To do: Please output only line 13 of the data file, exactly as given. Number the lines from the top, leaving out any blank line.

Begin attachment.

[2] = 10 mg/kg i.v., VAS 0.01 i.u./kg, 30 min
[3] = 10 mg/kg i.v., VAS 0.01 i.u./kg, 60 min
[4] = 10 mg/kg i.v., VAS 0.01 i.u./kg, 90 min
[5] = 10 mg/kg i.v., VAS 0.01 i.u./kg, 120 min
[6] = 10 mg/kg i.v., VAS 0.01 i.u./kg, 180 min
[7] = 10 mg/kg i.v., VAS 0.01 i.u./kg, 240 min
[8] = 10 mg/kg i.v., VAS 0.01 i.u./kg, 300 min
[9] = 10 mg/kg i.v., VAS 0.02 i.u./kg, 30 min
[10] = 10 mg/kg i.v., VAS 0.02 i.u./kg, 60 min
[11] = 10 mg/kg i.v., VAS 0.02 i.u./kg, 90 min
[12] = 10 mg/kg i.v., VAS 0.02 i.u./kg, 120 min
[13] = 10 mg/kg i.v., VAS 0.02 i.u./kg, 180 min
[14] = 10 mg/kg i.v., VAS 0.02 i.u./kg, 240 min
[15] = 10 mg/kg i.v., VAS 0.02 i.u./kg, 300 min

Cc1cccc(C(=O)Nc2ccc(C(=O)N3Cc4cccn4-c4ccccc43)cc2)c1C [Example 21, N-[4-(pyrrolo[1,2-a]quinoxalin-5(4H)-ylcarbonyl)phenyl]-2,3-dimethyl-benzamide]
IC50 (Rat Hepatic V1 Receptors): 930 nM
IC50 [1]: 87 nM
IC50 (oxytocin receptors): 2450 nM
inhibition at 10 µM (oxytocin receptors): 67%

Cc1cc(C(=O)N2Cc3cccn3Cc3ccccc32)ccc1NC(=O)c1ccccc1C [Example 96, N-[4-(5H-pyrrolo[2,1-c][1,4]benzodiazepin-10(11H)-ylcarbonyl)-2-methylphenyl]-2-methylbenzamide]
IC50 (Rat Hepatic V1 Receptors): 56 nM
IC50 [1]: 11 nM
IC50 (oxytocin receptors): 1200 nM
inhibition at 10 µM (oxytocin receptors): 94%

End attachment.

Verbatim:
[14] = 10 mg/kg i.v., VAS 0.02 i.u./kg, 240 min